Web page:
He had caught up with his mother earlier in the day but had been whisked away by the good intention of others. She too had been busy coordinating the food for the festival. It was late when they finally got a chance to talk.

“You’re different Joma. There is an air of surety about you,” she said. The two sat side-by-side overlooking the sea. Around them, villagers had settled into small groups and were talking among themselves.

“You’ve always been able to read me like a book,” he joked before taking a sip of his drink.

“I hope it’s not temporary, but it feels like I have a much better grasp on things now. My perspective and views have changed – I understand that life is cumulative. I don’t need to know all the answers, that’s part of the mystery. And I don’t need to achieve certain things to be worthy,” he reflected.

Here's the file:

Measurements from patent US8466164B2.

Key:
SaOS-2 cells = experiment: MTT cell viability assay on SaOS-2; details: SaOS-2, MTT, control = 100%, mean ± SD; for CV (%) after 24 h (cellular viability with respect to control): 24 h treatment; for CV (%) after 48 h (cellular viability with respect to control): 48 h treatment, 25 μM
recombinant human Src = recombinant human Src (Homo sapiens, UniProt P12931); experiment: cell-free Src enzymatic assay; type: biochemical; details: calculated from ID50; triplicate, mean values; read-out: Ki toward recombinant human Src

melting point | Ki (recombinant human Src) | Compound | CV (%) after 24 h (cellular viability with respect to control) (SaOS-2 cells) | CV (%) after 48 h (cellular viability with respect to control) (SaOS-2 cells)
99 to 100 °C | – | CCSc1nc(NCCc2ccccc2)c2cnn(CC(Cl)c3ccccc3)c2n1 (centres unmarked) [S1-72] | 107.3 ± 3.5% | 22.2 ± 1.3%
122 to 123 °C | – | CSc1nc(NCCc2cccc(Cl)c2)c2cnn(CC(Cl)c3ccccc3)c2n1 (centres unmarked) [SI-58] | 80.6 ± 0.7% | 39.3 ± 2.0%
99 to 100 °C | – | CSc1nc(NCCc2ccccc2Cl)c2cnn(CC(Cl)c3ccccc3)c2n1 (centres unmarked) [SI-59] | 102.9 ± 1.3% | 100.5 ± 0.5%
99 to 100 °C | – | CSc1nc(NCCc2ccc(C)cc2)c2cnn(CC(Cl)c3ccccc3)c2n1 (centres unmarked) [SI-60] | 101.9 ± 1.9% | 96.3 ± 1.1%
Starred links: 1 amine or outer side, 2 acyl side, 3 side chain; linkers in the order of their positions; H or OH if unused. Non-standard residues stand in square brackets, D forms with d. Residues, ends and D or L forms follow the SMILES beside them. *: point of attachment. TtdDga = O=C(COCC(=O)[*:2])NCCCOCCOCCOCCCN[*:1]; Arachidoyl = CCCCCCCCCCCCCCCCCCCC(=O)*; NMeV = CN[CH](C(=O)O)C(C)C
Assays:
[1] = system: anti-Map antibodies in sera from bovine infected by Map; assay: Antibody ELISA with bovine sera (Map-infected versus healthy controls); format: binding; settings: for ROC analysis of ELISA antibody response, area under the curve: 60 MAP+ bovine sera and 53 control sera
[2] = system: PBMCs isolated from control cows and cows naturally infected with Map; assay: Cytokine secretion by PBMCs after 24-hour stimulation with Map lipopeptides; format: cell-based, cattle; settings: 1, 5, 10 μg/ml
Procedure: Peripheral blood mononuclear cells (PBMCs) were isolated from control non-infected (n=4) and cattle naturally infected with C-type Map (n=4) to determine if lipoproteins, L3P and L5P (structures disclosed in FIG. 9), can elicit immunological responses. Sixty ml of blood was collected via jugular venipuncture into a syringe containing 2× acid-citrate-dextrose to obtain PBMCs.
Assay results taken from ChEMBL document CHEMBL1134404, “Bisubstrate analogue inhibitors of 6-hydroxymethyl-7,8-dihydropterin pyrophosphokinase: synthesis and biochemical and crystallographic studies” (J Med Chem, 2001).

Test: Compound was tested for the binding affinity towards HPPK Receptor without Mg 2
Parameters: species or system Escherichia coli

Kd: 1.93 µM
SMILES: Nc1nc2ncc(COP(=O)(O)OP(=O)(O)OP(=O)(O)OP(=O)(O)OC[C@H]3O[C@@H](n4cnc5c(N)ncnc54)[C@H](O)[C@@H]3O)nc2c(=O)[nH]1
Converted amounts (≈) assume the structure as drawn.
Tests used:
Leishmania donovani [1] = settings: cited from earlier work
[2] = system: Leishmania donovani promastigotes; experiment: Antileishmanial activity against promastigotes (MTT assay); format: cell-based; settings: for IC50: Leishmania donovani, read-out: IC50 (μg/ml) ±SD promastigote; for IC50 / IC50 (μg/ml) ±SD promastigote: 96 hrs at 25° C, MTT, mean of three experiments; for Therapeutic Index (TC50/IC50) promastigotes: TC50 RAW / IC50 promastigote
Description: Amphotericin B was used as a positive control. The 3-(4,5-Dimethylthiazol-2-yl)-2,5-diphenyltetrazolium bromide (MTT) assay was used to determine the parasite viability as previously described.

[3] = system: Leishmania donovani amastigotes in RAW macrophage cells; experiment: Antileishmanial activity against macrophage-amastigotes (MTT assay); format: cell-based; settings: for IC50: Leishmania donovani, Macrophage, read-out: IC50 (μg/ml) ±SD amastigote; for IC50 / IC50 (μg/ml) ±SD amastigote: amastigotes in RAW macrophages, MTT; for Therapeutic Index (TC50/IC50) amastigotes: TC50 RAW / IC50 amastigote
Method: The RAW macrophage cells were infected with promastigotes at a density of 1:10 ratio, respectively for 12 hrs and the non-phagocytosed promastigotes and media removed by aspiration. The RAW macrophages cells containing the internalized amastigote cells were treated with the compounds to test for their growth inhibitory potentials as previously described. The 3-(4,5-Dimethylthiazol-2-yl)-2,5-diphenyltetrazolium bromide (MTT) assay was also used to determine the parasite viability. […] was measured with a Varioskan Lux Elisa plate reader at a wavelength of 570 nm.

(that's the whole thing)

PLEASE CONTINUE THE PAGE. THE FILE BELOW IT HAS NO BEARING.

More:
“Spoken like a true sage,” his mother said with a wink.

“So tell me, what follows Joma’s Journey?”

“Joma’s Journey has just begun! I haven’t decided what I want to pursue. Instead, I’ll contribute as best I can in every way I can, building my skills. Maybe one day I’ll focus on something but for now, I want to learn as much as I can and get lost in the process,” he replied.

“If you catch me taking life too seriously or falling into old habits, tell me. Maybe we can have a secret word like…milkfish, for times when you notice me slipping up,” Joma said light-heartedly.

“That, I can do,” his mother managed, containing her laughter.

“So,” she said, gathering herself. “Tell me about your adventure”.

And so he did.

Chapter Twenty Two

The rest of the day’s fishing was called off and the flotilla made its way to shore. The chief declared a festival. Word spread through the village and preparations began in earnest.